Thursday, February 28, 2008

Plano ISD Sends Wrong Message About Theft

We need to rear up a new generation of leaders who will be better able to deal with the complexities of the world. Today's leaders are failing at every level: the local level, the state level, and the national level. Many failings are ethical failings, so we need to ensure our children are well grounded in good ethics.

But the Plano ISD is sending the wrong message to our children. The message the Plano ISD sends is that it is okay to steal if you have influential friends.

The Plano ISD named McCall Elementary after David McCall, even though he was a convicted felon.

On February 9 & 10, 2008, Channel 8, WFAA, reported that Plano ISD Assistant Superintendent Roxanne Burleson interfered with school discipline at Plano Senior High. The story run by Channel 8 can be found on their website when you search for "shoplifting cheerleaders." The school put the four JV cheerleaders off the squad and the PISD Administration put them back on the team. This constitutes a Moral Hazard for these cheerleaders. The Administration did not do them a favor by excusing their crime, it may have done them harm, according to the concept of Moral Hazard.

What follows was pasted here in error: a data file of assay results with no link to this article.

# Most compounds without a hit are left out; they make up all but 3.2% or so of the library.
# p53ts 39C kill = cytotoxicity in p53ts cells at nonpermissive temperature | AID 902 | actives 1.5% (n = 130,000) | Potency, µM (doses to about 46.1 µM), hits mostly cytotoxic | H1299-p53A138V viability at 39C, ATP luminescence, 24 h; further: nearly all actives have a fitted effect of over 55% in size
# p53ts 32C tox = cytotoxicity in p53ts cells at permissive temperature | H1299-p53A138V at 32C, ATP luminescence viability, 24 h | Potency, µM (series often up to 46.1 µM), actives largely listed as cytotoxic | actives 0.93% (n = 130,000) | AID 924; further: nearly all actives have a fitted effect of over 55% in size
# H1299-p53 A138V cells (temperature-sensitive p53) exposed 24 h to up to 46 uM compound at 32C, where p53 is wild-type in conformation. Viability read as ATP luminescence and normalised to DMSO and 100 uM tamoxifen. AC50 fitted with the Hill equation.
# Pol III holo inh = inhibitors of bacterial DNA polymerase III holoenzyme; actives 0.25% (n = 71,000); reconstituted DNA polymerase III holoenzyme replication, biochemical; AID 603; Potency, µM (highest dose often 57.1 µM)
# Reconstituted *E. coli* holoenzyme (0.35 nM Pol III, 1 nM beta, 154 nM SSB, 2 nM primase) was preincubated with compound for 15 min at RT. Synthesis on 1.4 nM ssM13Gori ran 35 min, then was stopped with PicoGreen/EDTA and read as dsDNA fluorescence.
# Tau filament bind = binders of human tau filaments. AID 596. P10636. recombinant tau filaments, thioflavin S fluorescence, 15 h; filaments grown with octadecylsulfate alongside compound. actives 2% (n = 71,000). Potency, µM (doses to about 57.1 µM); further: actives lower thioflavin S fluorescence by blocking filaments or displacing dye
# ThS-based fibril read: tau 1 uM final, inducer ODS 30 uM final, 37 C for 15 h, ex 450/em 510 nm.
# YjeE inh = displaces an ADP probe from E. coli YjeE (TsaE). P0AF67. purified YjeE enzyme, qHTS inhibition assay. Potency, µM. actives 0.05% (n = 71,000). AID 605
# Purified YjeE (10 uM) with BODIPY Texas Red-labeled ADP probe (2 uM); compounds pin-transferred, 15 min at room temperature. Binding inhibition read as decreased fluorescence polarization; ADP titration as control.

It is one thing for an Assistant Superintendent to make a mistake. People make mistakes. It's another thing for the Deputy Superintendent and Superintendent to both let the mistake stand. This means there is a systemic problem at the PISD Administration, and the Board of Trustees is responsible for systemic problems within the PISD Administration.

Back in June 2007 McKinney had their cheerleader scandal. There it was the school principals who interfered with discipline and it cost the McKinney North High School principal her job. Now that scandal is becoming immortalized in a TV movie about the scandal.

If we want our children to have the best future possible, they need firm grounding in good ethics. They should not be told by the PISD that stealing is okay if you have influential friends. We should vote out the incumbents on the Board of Trustees and set higher standards for the PISD Administration.


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